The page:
Wave ‘e’ of the triangle has already reached the 61.8% retrace at price level 3.686. If it continues onward, the price targets at the 76.4% and 78.6% retracement levels are 3.749 and 3.758 respectively. It could also push a little bit higher than that, as long as it doesn’t go higher than the top of wave ‘c’. A clear sign of the triangle idea being wrong would come from price exceeding the high labeled as ‘c’ of the triangle (at 3.8525 based on continuous contract futures price data). If that were to happen, then the whole Elliott Wave pattern and trade setup should be reevaluated.
When the Decline Should Begin
It is also possible to predict the most likely dates for the final ‘e’ wave of the triangle to end. Counting the number of weeks between turns, we see that 35 weeks elapsed from the week when the triangle began to the week when wave ‘b’ reached its lowest point. Measuring the time between the next lows, 22 weeks elapsed between the ‘b’ wave low and the ‘d’ wave low. The ratio of 22 to 35 is 63%, which is close to the ideal 61.8% relationship.
If we apply the same principle to the high points of the triangle, wave ‘e’ should complete sometime near the date that represents 61.8% of the 32 weeks that elapsed between high ‘a’ and high ‘c’. That would put the completion of wave ‘e’ around the week ending February 8, 2013. Another common time ratio is 75%, which would put the end date closer to the week ending March 8. We might consider that a “longest case” scenario for wave ‘e’. To solve for some of the earliest possible times for a turn, we can use 38.2% and 50% which result in possible turns around the weeks of December 14, 2012 and January 11, 2013. How Far the Decline Should Extend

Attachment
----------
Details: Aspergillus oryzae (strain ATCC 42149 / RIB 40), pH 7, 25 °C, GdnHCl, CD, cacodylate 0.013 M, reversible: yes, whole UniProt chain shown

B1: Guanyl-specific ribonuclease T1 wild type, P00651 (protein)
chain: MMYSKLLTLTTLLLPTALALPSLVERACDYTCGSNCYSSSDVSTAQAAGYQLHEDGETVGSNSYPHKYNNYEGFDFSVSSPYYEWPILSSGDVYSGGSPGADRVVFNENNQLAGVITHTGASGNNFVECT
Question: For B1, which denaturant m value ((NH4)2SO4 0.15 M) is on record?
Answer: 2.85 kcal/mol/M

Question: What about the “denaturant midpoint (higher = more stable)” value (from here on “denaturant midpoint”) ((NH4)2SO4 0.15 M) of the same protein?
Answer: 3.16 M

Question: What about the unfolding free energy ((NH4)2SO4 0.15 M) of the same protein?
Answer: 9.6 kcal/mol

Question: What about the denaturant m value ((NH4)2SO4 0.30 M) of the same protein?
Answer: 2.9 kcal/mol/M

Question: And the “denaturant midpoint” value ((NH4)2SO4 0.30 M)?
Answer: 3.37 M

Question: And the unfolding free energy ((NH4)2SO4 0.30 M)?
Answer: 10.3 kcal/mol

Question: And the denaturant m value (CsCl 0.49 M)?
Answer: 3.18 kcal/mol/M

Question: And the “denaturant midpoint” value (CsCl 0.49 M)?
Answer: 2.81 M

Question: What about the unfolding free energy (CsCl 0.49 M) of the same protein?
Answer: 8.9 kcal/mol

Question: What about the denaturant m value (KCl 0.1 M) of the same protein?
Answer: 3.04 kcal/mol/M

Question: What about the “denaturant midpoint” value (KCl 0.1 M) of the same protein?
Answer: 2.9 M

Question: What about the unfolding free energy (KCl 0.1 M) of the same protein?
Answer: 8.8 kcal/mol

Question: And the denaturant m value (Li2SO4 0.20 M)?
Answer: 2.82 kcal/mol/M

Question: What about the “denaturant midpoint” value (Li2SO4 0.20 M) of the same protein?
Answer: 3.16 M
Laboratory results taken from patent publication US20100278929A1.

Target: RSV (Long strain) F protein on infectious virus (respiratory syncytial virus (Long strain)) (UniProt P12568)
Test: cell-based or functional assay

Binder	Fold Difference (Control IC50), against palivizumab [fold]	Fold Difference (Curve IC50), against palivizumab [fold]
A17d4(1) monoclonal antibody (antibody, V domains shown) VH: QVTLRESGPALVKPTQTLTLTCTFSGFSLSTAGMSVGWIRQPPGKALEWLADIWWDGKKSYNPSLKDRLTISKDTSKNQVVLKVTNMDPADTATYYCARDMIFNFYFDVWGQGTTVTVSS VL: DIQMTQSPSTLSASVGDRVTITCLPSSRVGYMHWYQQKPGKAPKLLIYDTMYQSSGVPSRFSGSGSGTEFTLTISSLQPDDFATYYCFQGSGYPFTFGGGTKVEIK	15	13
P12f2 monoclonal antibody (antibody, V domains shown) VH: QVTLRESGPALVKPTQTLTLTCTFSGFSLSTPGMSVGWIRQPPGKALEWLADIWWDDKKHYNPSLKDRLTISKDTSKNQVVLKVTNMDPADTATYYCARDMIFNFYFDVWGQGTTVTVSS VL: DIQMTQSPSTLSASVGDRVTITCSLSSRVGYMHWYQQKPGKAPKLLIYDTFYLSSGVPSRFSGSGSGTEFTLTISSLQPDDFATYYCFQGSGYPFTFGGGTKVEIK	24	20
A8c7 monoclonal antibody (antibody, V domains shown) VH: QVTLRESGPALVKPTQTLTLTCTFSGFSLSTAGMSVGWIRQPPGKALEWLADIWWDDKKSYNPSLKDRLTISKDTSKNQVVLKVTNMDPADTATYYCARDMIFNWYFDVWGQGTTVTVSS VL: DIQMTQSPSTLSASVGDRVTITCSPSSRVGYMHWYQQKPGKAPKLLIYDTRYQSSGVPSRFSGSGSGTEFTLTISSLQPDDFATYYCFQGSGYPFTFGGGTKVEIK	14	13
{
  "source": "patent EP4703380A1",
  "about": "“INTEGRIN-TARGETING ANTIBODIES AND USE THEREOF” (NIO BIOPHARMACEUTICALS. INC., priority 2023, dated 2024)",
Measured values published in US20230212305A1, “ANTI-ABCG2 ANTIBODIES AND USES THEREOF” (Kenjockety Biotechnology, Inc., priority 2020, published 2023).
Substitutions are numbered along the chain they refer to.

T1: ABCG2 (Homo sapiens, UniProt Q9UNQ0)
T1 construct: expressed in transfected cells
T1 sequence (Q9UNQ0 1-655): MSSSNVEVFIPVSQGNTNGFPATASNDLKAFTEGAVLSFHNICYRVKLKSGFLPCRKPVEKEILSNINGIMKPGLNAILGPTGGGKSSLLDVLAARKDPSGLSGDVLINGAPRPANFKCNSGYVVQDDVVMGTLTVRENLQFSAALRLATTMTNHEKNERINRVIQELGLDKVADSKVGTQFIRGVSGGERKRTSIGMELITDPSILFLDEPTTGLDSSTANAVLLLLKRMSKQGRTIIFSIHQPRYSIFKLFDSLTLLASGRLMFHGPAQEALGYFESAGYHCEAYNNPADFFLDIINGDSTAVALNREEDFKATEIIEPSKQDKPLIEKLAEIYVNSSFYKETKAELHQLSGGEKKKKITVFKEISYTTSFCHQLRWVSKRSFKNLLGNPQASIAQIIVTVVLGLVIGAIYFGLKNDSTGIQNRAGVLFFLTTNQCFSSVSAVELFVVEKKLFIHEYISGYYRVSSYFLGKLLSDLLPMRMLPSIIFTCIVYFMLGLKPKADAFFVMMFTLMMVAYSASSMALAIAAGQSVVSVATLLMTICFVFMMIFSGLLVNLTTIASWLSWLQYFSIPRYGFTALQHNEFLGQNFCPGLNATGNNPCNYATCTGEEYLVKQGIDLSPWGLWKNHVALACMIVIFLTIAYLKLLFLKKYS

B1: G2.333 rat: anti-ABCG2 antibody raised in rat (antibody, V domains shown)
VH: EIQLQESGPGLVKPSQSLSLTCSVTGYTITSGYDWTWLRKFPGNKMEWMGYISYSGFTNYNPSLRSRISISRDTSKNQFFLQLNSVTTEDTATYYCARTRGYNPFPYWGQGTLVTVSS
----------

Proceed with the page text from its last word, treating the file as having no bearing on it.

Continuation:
If the triangle idea works, how far should the next downward move extend? Again, Fibonacci ratios are very handy in calculating the most likely price targets. Wave ‘C’ should be measured at starting wherever the final wave ‘e’ of the triangle ends. In the chart below, we assume wave ‘e’ will end at the 3.749 price level, although that is yet uncertain.
Using the end of wave ‘e’ as the starting point, it is common for the ‘C’ wave coming out of a triangle to extend either 61.8% as far as the ‘A’ wave that preceded the triangle, or to extend a distance equal to the earlier ‘A’ wave (i.e. 100% of it). If the ideal scenario plays out in copper, the most likely downward price targets would be near 2.6819 and 2.0220.
Because it is very clear where our scenario would be invalidated (if the supposed wave ‘e’ of the triangle goes higher than wave ‘c’), our risk in entering a trade in the metal are clearly defined and relatively small compared to the potential reward. Also, as we indicated earlier, the success of the trade may also confirm other expectations for stocks and currencies. A thrust down in copper, when and if it occurs, will likely be accompanied by weakness in many stock indices worldwide and will probably also coincide with renewed strength in the US dollar.